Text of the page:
Lost Moon Radio - OZY | A Modern Media Company

Lost Moon Radio

Lost Moon Radio

By Ilana Strauss and Rebecca Moreno


When was the last time your laughs came with a side of history lessons?

By Ilana Strauss and Rebecca Moreno

Ah, passive aggression. It’s hard to explain why it’s so funny. Maybe it’s just that we’re just into abuse. And conflict avoidance. Whatever it is, Lost Moon Radio gets it. This dozen-actor-strong comedy ensemble uses music and humor to bring a millennial sensibility to life on stage and in podcasts. Their targets include not only contemporary politics and pop culture, but also characters from the well-worn mythology of American history.

Like their series imagining the interpersonal dynamics of the duo famous for opening the American West, Lewis and Clark. In their two years virtually alone together mapping hundreds of miles of terrain, there just had to be some friction between the explorers. After all, we know that traveling isn’t just striding boldly across rickety bridges. It’s not staring at an ocean and being awed by the magnificence that is life. Mostly, it’s your dad screaming at everyone to get back in the car, or your backpacking buddy explaining why he booked a three-transfer, red-eye train ride. As Lost Moon’s Lewis and Clark simmer with unconcealed irritation, you know — and I mean know, in your soul — that’s how the Lewis and Clark expedition really went down.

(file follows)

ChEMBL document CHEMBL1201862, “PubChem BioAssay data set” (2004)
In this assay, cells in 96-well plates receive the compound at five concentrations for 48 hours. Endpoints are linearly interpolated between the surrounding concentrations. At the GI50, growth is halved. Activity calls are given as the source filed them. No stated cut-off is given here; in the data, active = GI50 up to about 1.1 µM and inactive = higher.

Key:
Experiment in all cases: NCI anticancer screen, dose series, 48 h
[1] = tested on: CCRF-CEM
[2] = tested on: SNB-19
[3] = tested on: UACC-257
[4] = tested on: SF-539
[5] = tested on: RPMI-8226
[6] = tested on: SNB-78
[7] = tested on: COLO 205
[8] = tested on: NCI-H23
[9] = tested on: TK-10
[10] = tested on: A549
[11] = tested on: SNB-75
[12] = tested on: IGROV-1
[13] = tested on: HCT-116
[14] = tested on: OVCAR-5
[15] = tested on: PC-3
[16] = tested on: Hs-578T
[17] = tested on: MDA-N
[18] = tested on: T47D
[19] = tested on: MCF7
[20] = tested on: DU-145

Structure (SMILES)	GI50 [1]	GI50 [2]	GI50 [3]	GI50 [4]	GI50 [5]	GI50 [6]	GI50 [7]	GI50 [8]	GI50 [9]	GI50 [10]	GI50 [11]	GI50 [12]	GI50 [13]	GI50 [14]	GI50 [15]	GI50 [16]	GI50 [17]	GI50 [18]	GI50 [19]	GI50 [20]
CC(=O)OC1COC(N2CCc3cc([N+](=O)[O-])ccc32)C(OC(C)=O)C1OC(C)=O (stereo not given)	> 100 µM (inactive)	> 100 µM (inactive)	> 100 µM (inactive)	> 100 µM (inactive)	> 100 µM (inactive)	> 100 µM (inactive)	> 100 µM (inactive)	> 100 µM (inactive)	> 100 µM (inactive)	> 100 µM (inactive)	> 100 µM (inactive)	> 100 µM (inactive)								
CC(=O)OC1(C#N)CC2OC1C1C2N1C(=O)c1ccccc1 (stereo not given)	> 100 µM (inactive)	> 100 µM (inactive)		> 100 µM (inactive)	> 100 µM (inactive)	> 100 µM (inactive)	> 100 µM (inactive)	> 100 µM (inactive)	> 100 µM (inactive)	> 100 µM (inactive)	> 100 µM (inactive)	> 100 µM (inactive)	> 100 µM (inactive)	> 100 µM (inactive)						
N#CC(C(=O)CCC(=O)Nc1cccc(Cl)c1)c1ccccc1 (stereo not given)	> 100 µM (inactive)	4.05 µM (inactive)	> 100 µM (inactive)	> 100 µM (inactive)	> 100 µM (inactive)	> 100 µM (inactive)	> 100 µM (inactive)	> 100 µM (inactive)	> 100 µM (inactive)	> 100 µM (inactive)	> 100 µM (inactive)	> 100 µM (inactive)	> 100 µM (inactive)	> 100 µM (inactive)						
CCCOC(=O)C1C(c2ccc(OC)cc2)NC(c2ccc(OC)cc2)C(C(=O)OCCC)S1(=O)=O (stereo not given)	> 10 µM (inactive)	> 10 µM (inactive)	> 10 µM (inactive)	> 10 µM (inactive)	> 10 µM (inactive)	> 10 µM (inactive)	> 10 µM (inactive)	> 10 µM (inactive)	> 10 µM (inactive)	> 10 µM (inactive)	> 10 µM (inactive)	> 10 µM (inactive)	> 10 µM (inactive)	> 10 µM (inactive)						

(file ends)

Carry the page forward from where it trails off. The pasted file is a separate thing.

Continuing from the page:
Instead of making millennials look apathetic, they portray them as righteously indignant …

If good comedy is about digging out the truth beneath conventional wisdom (and it is), then Lost Moon Radio’s own generation is just as rich a topic as the past. On Election Day last year, the troupe released “Maybe I’ll Vote This Year,” a sketch that strikes close to home for millennials who, it’s true, are not too into political action. And also we like Les Mis. We’re willing to talk about voting and the fact that we’re not doing it, but Lost Moon gets at something a bit more complex: Instead of making millennials look apathetic, they portray them as righteously indignant, yet still incapable of action.

The ensemble’s writers and actors met in college at Northwestern. “We were forged in the frigid cold of Lake Michigan,” explains Lonely Moon writer Frank Smith, 35. Five years ago, they banded together in Los Angeles to create a new kind of comedy show: musical sketches in the form of a radio show. “It’s a hot medium you want to get attached to,” wryly jokes another writer. Though the show started out small, it grew and eventually become popular enough to go on tour; Lost Moon made its New York City premiere in January to a packed audience.

In addition to making really funny jokes, the troupe writes and creates quality music. Lost Moon is really a synthesis of opposites: Most of the sketches are family friendly, even nostalgic, but the jokes themselves point a sharp stick at an era — and a generation — that could use a firm jab to attention.


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